I’m also fairly convinced that treating having children as ‘just another lifestyle/consumer choice’ is not going to be consistent with recognizing children as full citizens to whom we have broad shared obligations, many of which are discharged through parents and guardians.

Barnett goes on to make the case that her position is more consistent with feminist commitments:

If we’re ever going to level the workplace playing field between men and women, paid time off needs to become a guaranteed benefit for all workers, regardless of gender or how or whether one chooses to become a parent.

If we force parents to burn their personal time off on parental leave, I don’t see how this leads to any good feminist outcomes. As long as women continue to take on the bulk of childcare duties (if we could change *that* in short order with a simple policy, sign me up, but I’m not seeing it), that’ll simply mean paid time off for other purposes will be much more available to men than women. Furthermore, the countries in the world with many of the best outcomes for women in the workplace are also ones with extensive, paid parental leave of a year or more and only 5-6 weeks of annual vacation time. The people who’ve come the closest to a level playing field in the workplace are very much rejecting the time off model Barnett is suggesting. I’m not at all sure why we should expect better outcomes from her approach on that front. As much of the rest of her post indicates, the division in the workplace this seems designed to address is parents vs. non-parents, not men vs. women. In general, I think the former approach is unfortunate; it’s primarily the pathologies of the American workplace that pit worker against worker in this fashion. I don’t see any good reason to take that bet.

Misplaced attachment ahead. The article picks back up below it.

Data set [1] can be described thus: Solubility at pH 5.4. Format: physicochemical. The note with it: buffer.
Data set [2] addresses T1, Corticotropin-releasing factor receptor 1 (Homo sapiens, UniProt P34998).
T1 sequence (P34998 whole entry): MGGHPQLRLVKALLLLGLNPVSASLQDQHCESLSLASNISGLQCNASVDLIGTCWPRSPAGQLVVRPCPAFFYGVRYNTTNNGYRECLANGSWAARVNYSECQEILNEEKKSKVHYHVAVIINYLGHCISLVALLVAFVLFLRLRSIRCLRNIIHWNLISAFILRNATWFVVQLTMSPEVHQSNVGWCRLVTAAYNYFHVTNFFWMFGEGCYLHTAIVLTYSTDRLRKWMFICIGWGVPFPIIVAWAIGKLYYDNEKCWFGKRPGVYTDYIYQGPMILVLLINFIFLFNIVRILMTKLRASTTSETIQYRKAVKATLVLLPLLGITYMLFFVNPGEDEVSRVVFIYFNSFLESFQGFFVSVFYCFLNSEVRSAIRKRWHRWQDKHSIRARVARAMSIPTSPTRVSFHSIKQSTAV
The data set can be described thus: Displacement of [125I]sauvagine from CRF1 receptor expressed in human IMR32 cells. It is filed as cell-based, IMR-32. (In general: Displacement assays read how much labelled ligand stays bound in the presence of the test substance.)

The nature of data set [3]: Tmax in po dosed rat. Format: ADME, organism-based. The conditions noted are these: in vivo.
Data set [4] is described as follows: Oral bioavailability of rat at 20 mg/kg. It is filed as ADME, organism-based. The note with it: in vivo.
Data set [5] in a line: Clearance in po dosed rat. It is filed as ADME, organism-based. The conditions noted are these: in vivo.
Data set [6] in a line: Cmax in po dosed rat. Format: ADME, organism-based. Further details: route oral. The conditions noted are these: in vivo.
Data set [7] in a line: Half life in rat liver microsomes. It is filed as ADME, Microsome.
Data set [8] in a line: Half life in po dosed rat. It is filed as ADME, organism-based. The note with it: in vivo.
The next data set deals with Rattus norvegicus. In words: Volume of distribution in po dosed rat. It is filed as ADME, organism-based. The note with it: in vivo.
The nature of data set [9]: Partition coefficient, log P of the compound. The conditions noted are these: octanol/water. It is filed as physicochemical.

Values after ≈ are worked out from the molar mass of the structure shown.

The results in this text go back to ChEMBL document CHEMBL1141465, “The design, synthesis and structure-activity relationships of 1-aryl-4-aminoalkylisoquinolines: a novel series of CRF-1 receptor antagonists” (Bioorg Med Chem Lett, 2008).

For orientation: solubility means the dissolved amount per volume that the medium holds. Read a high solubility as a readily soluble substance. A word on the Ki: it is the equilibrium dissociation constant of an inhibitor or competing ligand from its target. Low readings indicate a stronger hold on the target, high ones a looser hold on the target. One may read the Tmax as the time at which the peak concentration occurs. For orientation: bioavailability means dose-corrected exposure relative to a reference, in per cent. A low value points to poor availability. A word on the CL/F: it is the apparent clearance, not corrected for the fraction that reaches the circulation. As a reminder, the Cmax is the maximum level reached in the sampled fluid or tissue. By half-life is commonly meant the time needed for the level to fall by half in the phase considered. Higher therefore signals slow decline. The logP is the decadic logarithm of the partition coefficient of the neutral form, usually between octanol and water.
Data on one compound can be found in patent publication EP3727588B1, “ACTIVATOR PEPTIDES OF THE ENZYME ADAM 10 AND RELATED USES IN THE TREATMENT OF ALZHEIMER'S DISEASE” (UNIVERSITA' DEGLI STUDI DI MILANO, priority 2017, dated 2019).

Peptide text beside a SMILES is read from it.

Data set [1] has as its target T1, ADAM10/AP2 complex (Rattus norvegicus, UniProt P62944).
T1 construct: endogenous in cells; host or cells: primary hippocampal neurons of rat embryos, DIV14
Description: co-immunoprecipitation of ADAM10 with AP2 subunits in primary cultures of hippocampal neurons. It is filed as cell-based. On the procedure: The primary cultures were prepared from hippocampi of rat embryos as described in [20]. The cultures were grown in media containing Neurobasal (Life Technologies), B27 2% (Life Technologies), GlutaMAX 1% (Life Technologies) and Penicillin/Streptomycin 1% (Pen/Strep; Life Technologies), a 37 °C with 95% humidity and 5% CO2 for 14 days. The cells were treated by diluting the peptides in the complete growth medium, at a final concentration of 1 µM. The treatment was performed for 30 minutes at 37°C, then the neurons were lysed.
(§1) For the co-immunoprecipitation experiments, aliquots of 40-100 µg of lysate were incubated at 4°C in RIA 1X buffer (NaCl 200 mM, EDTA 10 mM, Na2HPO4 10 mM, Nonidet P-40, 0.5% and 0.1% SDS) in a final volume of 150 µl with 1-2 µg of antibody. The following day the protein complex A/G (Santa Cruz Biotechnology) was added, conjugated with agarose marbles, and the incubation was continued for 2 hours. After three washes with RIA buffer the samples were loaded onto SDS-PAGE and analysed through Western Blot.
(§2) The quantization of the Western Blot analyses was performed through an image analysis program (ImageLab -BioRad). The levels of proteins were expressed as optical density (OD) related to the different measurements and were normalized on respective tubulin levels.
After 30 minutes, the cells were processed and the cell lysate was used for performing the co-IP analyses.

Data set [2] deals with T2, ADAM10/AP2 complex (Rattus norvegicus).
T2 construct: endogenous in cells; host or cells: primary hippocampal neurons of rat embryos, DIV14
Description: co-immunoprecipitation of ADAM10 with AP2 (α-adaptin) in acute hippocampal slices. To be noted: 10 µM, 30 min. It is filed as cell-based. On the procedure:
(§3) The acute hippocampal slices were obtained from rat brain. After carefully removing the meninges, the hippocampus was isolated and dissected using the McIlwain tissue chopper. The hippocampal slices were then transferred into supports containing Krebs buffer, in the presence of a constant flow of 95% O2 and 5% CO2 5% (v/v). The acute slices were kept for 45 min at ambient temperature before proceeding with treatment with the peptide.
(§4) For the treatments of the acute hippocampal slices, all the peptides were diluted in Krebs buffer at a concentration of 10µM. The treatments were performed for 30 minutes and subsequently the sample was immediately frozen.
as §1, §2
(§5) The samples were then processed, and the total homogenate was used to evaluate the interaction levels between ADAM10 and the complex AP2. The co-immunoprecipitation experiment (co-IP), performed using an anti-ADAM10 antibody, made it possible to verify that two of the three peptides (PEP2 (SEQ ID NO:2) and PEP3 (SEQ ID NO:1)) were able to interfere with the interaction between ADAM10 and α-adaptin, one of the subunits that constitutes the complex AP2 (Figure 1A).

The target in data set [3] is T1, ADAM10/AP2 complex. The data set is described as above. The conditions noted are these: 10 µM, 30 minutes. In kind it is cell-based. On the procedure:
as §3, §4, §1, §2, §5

I’m avoiding taking the bait on her efforts to make this an argument about whether parenting is existentially more important or valuable than other pursuits we might pursue with time off, not because I don’t have views on that subject, but because I don’t think they’re relevant or necessary. I don’t think any arguments I make here imply any particular position on that question. It’s a distraction.